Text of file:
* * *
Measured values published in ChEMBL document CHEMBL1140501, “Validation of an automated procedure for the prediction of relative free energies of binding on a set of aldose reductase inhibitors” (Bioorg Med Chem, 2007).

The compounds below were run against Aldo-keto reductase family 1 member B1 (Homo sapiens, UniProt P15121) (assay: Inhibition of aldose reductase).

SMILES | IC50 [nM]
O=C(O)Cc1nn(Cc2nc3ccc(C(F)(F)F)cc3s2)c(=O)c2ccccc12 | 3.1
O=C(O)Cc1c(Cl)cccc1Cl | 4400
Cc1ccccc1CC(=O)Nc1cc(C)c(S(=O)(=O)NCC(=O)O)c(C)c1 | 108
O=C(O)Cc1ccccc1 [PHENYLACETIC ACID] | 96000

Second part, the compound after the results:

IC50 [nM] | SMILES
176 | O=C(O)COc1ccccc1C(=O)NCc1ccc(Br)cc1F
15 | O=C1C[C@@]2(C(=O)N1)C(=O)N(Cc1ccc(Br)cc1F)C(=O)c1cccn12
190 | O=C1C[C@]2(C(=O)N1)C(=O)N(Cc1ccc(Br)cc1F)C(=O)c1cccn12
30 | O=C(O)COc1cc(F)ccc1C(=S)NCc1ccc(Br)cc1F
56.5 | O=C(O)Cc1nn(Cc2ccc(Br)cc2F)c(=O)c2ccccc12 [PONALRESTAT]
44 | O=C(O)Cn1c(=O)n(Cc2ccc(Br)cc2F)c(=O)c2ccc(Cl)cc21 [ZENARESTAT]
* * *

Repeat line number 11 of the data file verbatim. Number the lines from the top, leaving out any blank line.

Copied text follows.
15 | O=C1C[C@@]2(C(=O)N1)C(=O)N(Cc1ccc(Br)cc1F)C(=O)c1cccn12